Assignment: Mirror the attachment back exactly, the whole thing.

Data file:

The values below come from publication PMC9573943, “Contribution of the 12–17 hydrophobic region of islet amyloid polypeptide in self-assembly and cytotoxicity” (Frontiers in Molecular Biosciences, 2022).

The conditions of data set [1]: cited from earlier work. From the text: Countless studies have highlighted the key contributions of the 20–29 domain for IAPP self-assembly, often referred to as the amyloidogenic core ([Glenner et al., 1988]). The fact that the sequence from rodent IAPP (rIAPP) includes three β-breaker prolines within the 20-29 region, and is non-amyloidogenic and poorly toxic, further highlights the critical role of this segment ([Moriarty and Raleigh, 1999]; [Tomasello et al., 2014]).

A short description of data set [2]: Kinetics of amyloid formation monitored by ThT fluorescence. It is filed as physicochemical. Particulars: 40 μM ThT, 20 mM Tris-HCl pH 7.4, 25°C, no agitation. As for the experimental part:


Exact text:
The values below come from publication PMC9573943, “Contribution of the 12–17 hydrophobic region of islet amyloid polypeptide in self-assembly and cytotoxicity” (Frontiers in Molecular Biosciences, 2022).

The conditions of data set [1]: cited from earlier work. From the text: Countless studies have highlighted the key contributions of the 20–29 domain for IAPP self-assembly, often referred to as the amyloidogenic core ([Glenner et al., 1988]). The fact that the sequence from rodent IAPP (rIAPP) includes three β-breaker prolines within the 20-29 region, and is non-amyloidogenic and poorly toxic, further highlights the critical role of this segment ([Moriarty and Raleigh, 1999]; [Tomasello et al., 2014]).

A short description of data set [2]: Kinetics of amyloid formation monitored by ThT fluorescence. It is filed as physicochemical. Particulars: 40 μM ThT, 20 mM Tris-HCl pH 7.4, 25°C, no agitation. As for the experimental part: